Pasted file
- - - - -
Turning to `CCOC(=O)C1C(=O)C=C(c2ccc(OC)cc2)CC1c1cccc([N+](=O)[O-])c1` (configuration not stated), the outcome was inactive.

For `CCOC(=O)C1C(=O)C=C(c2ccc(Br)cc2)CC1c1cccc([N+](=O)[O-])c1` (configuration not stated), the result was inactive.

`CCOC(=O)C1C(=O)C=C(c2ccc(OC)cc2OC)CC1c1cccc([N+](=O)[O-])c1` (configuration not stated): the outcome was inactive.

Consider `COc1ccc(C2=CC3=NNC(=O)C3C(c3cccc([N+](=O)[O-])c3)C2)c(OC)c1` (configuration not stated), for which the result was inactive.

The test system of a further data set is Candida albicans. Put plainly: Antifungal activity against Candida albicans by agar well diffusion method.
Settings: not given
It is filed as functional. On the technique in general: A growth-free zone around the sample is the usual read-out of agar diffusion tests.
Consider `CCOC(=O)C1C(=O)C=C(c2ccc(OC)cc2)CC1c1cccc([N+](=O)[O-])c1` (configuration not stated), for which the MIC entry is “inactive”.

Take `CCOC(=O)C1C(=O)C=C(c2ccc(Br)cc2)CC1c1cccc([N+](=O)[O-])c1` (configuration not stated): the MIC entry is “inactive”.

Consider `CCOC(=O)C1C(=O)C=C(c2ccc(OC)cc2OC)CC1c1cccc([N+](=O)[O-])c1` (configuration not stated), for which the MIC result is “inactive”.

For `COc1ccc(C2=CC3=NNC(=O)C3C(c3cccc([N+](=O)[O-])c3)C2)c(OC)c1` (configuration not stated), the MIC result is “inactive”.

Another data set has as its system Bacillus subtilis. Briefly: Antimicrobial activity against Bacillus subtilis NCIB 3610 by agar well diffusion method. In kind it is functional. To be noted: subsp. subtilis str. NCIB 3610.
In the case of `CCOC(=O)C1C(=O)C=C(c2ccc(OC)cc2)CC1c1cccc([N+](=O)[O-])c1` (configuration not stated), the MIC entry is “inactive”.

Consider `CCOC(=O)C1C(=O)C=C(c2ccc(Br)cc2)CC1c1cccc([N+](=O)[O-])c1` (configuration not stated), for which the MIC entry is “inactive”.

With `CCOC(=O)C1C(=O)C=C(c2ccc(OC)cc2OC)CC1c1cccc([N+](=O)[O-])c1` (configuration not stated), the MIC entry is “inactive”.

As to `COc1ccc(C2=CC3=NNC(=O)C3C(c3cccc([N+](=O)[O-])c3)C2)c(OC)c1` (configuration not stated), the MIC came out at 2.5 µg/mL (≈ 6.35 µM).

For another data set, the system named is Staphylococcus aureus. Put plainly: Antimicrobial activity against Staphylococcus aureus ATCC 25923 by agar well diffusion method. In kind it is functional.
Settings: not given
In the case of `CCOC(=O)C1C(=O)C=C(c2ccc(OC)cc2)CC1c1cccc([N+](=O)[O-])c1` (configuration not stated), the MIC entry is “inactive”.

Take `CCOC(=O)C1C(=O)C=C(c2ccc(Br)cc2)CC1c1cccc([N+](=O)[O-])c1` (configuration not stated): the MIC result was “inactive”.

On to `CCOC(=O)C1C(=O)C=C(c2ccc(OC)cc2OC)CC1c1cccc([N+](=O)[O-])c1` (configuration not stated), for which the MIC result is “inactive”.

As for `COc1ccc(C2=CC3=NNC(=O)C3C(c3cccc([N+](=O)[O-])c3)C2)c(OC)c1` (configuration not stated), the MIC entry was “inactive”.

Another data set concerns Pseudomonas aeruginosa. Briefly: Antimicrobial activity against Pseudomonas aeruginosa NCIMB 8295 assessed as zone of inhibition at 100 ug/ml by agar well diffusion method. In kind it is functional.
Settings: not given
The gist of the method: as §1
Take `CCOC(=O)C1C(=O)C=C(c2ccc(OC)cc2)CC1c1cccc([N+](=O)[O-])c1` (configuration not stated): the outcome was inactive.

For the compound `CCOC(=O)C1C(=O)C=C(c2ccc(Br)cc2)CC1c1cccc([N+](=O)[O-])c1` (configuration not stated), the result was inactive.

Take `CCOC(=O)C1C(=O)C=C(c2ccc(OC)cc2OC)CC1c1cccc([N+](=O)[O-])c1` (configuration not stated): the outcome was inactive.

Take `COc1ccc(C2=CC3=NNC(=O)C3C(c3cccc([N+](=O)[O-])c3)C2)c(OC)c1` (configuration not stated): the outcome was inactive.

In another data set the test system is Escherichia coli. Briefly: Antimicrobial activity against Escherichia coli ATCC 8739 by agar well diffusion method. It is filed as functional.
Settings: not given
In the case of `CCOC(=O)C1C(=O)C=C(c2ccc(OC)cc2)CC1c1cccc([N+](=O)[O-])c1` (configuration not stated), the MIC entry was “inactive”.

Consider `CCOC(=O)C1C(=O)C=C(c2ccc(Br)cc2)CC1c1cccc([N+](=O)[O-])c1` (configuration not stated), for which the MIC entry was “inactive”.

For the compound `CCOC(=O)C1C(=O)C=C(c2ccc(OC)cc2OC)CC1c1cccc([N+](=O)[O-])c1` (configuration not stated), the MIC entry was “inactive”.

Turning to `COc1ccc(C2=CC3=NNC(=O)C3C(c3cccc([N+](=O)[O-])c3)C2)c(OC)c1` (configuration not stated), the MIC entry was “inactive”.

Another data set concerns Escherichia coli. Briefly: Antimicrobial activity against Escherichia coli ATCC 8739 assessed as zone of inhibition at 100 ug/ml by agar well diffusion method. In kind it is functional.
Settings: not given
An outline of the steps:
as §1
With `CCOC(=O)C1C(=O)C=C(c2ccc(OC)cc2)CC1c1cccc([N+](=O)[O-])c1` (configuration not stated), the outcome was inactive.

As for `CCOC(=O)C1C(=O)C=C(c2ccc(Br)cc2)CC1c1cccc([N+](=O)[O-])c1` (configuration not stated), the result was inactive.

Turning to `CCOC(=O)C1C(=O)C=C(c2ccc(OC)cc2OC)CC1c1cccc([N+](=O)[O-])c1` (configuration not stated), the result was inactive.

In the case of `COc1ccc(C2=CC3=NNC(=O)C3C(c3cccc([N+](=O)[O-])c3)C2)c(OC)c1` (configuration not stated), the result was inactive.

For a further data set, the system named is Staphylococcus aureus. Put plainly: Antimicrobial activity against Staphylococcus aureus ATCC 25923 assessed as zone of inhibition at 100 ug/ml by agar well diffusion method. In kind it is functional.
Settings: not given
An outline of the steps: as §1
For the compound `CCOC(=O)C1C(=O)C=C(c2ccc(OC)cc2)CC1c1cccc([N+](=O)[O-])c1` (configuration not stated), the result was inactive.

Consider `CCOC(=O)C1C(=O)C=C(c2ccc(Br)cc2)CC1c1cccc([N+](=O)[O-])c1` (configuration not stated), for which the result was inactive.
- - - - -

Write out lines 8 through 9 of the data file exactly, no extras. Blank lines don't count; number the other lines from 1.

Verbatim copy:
Consider `CCOC(=O)C1C(=O)C=C(c2ccc(OC)cc2)CC1c1cccc([N+](=O)[O-])c1` (configuration not stated), for which the MIC entry is “inactive”.

Take `CCOC(=O)C1C(=O)C=C(c2ccc(Br)cc2)CC1c1cccc([N+](=O)[O-])c1` (configuration not stated): the MIC entry is “inactive”.